2 UI Suggestions

1. Block quote:
For academic writing – especially large quotes – it would make life a ton easier if there was a basic block indent option/keyboard command available.

I guess that this can be done with presets (during compile?) on the Mac side. This seems like a case of using an elephant gun on an ant hill – unless I misunderstand what’s going on there.

Basically all I’m looking for is something to tag and visually represent quotes as being different – then when I clean stuff up in Word at a later point, I can mess around with the visual styling. But right now, having to adjust the margins each time I want to insert a block really knocks me out of the writing flow.

2. Consider a formatting submenu on the right click context menu
I love the full screen writing mode. My only complaint is that sometimes I need to jump out of it to format text – especially if I blank on a quick key. It would be great – and keeping with windows metaphors – to consider placing some of the formatting options in the “right click” context menu.

I think these are some differences between the Mac and Windows UIs that will need considering, good point. Presets handle your first point on the Mac easily enough, and they will be coming to the Windows version further down the line, but something like this is currently lacking. With regard to formatting in full screen, on the Mac the whole main menu remains available as it pops down when moving the cursor to the top of the screen - but this isn’t something that’s possible on Windows. Therefore making features available in full screen is an issue - placing some more formatting options in the contextual menu may well be a good solution. Lee’s buried at the moment, so I won’t push these ideas his way just yet, but I think these would make good 1.x refinements if we can’t address them before release.


Italics? Bold? Underline? Then replace with a block quote style in Word.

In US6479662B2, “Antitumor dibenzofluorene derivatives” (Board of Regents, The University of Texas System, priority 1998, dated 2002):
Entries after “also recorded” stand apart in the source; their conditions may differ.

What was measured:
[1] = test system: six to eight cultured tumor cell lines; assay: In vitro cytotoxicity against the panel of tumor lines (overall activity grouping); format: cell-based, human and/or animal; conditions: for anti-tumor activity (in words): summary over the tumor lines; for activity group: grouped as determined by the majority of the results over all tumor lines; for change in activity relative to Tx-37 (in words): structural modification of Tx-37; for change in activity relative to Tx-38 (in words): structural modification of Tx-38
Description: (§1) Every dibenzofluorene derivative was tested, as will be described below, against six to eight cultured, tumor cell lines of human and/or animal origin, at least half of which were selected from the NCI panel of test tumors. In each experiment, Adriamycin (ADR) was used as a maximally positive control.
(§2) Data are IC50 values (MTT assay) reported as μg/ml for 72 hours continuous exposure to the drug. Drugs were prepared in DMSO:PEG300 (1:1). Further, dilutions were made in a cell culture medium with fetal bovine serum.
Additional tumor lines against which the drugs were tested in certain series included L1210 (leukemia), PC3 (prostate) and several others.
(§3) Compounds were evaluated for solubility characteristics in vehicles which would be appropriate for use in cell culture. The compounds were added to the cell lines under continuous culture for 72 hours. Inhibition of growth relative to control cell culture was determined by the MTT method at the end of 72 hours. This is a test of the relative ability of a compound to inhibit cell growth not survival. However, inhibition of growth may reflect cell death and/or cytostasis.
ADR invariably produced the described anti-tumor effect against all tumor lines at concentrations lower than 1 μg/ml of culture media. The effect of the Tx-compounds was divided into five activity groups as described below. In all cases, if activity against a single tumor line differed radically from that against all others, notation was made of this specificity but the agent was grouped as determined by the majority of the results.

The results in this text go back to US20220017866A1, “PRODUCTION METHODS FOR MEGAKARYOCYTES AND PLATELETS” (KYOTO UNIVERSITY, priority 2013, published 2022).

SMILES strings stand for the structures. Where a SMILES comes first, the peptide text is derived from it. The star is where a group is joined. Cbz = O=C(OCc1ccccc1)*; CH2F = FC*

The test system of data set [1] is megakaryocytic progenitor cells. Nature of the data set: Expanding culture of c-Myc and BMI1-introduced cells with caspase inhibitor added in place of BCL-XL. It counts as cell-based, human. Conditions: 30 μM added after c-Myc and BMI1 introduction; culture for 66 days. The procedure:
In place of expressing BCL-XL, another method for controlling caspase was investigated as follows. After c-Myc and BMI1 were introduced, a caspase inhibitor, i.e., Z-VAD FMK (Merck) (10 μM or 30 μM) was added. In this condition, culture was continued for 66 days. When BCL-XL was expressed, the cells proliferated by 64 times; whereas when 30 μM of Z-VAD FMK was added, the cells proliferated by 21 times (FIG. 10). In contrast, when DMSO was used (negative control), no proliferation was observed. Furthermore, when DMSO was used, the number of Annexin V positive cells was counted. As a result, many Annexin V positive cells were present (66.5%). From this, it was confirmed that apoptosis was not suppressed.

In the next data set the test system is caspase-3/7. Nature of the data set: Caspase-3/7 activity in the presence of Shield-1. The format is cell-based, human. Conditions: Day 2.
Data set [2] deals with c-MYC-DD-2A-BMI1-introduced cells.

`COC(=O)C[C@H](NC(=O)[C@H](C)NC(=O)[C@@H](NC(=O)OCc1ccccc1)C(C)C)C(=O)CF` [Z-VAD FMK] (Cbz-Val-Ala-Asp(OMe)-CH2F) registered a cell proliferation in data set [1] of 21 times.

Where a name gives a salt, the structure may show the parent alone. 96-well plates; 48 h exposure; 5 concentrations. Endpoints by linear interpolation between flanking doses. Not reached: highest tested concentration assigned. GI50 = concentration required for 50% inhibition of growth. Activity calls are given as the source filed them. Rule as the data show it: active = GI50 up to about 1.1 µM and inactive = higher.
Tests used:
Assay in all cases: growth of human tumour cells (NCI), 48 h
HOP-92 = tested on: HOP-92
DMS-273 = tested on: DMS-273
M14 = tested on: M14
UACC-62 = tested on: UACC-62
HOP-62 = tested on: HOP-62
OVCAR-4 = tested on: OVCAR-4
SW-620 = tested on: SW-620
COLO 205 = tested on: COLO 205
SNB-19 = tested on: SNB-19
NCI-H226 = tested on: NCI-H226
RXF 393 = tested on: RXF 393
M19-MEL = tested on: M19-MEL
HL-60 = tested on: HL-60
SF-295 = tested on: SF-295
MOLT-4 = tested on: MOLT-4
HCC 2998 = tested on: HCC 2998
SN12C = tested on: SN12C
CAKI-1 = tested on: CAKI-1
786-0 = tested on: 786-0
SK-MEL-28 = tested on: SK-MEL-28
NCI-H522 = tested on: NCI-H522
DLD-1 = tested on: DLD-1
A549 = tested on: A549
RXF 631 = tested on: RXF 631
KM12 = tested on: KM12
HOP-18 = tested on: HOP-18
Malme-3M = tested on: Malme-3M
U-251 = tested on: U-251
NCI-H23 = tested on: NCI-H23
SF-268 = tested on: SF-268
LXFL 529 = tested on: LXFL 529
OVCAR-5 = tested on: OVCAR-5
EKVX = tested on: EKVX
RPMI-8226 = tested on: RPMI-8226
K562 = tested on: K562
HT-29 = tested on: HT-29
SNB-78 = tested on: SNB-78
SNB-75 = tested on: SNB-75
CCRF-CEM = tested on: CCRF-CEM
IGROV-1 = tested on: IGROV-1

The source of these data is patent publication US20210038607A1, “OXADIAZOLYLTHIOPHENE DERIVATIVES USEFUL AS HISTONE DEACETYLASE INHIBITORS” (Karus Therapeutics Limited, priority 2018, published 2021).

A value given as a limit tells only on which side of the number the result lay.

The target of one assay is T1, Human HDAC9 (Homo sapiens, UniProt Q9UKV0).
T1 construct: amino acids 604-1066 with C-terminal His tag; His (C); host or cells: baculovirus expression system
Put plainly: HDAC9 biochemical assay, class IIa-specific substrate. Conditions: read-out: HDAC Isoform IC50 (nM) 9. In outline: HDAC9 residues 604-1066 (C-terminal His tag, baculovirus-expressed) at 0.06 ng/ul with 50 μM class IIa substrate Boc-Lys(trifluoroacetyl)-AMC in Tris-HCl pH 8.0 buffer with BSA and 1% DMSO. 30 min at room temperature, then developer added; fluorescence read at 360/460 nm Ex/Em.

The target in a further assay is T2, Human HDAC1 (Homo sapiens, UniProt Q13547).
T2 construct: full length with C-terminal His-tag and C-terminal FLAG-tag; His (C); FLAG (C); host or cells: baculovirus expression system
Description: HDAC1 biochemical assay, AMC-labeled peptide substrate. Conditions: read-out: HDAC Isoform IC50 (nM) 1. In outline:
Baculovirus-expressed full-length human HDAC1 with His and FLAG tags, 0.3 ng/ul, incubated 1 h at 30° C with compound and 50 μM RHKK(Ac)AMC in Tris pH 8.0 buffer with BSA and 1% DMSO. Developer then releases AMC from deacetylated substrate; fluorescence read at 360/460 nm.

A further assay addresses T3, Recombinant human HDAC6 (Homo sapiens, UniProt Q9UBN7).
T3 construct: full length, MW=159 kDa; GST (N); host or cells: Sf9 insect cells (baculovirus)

I appreciate the suggestion. For the type of writing that I do, italics/Bold don’t work. Underline might. But the xml person in me thinks that’s really not the best answer as it’s treating formatting as markup. The ability to tag a block (and also a headline/section heading) would be excedingly useful and far less clugey.

This is a feature I would love to see in Scrivener as well. Google docs (which I use quite a bit) has similar functionality and I find myself using it all the time.

If you are into the notion of “tagging” as opposed to using formatting for semantics, you might want to look into the MultiMarkdown arm of Scrivener (which is somewhat disconnected at the moment, though you can find help on how to use it in the About Scrivener screen). MMD is an extension to the Markdown syntax which provides for some more writerly features like footnotes, glossaries, citations, & etc. Basically you write with a simple plain-text mentality, marking things with easy to read codes and then processing them through the MMD engine in post. The current iteration can produce .fodt files—I’m not sure if Word 2010 can read those; but LibreOffice can, and from there you can get to Word easily enough.

Marking a block quote in MMD is about like marking a quote in an e-mail. You just put a "> " at the front of the paragraph. No menus or buttons.

Like I say, at the moment it’s not a complete package yet, but once 1.0 is out, hopefully soon after, you’ll be able to select something like “MultiMarkdown -> ODT” or “MultiMarkdown -> LaTeX” as a compile option; where you would select PDF/RTF/HTML/etc, and get a really nice output (see the Scrivener user manual for an example of such).

There are also the Ctrl-T and Ctrl-Q shortcuts to increase the first-line indent and hanging indent respectively, if that helps. (Add the Shift key to the shortcut to decrease the indent.) It’s still not full block quote formatting, though that depends on your style guidelines as well (e.g. do you need different spacing, a right indent, etc.) but it may help you set apart block quotes just during the drafting phase and make it easier to style them later.